The Difference Between Joint Tenants and Tenancy In Commons

If you are thinking about purchasing a home with another person, there may be some legal terms that can cause confusion. It is important to be able to understand terms such as “joint tenants” and “tenants in common” as each have different characteristics and will affect you as a home buyer in different ways.

Potential home buyers are faced with many important decisions when they purchase a property. One of the more crucial decisions is how the title of the property is held if the home was bought with one or more other people. This is when you make the decision to either hold the title of the property as joint tenants or tenants in common.

The different effects of each decision usually arise after the death of one of the owners of the property but may also influence the amount of property transfer tax which new homeowners must pay.

What Is The Difference Between Joint Tenants and Tenancy In Commons

The main difference between joint tenants and tenancy in common is that joint tenants have the benefit from the right of survivorship. This right of survivorship guarantees that when one property owner dies, the property then passes to the other surviving owner or owners without having to pass through the court process of probate. Probate requires a court to distribute the deceased owner’s property, which can be costly and can be a long process. This reasoning of avoiding probate is why joint tenancy is a popular option for married couples, however, some married couples may choose to own a property as tenants in common in order to claim a greater First-Time Buyer’s credit.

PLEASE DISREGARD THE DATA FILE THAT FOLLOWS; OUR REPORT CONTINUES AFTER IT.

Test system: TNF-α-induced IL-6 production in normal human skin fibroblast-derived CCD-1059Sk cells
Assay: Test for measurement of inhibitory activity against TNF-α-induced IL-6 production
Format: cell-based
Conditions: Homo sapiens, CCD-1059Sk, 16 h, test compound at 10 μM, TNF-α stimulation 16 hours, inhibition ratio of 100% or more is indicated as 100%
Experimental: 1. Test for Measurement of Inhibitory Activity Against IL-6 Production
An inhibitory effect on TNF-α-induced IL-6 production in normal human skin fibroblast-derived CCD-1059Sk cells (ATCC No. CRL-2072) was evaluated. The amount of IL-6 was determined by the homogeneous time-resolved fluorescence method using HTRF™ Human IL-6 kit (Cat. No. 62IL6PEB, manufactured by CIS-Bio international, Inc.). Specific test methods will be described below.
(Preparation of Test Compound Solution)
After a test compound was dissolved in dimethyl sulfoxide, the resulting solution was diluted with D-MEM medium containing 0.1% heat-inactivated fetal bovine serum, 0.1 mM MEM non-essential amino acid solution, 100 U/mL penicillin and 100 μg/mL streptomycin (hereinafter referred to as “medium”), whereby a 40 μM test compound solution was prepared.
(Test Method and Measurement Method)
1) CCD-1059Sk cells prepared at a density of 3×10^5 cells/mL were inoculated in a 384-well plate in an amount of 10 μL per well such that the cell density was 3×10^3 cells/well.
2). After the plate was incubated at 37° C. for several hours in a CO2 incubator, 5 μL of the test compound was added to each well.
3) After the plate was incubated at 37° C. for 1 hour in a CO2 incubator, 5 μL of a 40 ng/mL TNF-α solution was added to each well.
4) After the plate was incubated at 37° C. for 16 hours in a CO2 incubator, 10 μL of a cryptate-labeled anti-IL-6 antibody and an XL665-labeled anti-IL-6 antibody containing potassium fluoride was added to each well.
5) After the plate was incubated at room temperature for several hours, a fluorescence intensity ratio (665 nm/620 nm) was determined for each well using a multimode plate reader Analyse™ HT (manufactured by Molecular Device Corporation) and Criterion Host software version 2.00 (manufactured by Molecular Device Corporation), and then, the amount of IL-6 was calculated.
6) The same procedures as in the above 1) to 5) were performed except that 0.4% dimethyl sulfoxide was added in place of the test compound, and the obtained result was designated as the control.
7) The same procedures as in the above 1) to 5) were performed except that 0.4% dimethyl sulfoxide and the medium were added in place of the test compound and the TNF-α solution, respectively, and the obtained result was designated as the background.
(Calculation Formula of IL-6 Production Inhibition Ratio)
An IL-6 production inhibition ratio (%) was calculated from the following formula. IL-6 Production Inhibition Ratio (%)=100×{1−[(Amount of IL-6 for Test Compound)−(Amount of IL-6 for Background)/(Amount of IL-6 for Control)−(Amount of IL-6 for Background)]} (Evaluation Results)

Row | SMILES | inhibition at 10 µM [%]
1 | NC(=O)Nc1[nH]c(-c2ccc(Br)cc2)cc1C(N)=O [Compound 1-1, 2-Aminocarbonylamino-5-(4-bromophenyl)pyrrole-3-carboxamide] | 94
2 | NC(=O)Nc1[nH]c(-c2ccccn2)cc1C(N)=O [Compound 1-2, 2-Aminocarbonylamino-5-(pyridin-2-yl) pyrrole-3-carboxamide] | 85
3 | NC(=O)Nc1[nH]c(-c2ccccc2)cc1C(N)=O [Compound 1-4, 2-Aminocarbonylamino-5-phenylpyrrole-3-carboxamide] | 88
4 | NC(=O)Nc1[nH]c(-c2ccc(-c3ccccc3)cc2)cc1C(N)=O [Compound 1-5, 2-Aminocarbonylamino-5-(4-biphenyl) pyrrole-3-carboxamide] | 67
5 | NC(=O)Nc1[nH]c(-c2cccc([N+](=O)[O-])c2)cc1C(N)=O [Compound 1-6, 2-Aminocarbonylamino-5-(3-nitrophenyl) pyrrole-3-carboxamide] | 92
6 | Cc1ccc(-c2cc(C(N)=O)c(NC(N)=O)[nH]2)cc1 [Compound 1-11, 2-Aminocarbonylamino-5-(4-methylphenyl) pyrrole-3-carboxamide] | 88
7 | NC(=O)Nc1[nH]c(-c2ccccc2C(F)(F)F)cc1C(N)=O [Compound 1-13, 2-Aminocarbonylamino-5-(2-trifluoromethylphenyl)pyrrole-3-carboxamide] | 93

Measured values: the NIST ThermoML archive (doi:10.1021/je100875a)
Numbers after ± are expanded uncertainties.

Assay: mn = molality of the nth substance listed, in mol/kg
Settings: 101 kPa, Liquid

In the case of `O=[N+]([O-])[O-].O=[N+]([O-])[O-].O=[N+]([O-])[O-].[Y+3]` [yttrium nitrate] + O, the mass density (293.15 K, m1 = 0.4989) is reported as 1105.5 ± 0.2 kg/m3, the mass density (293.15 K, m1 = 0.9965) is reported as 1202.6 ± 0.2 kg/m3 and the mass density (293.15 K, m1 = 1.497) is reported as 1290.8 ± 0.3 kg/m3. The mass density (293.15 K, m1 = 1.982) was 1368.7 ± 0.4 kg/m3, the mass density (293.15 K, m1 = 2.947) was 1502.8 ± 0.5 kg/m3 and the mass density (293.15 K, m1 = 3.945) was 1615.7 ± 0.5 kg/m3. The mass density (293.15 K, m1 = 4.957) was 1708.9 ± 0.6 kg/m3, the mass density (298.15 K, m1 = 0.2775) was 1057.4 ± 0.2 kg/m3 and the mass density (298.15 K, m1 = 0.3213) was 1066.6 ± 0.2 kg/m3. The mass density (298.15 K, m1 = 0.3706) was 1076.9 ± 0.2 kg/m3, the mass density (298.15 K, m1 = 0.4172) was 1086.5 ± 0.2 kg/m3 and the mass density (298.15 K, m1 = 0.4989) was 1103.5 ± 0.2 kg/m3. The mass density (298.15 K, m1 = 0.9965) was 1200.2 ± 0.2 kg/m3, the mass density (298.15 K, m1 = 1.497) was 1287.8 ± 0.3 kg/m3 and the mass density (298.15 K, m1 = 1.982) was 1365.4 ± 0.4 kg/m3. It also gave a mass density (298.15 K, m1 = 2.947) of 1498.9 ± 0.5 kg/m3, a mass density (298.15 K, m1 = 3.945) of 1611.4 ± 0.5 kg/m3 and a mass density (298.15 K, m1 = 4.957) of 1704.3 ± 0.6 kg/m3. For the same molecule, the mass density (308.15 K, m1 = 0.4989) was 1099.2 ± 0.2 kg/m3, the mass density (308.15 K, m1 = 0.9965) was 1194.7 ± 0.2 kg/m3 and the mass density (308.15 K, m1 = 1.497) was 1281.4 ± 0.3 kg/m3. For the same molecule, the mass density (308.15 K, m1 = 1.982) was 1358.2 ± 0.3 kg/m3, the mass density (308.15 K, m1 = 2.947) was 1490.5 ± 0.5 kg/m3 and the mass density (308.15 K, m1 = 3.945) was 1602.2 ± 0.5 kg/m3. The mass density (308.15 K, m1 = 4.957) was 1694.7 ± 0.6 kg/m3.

Alternatively, tenants in common can decide the shares of the property that each person owns. This differs from joint tenants who each own an equal share in the property, as in 50/50. On top of this, each tenant in common has the ability to pass their share of the property to another person if they mention that person in their will, create a real estate transfer, or even sell their shares on. I one of the tenants in common dies, their share of the property would then pass in line with their will or the rules governing property who die before having the chance to write a will. The property would have to go through the previously mentioned probate and be subject to probate fees.

Need Help Determining which Is Right For You?

There are benefits and drawbacks to each form of property ownership and an educated real estate lawyer can help you make the right decision.

If you would like help deciding whether joint tenancy or tenants in common is right for you, contact us at

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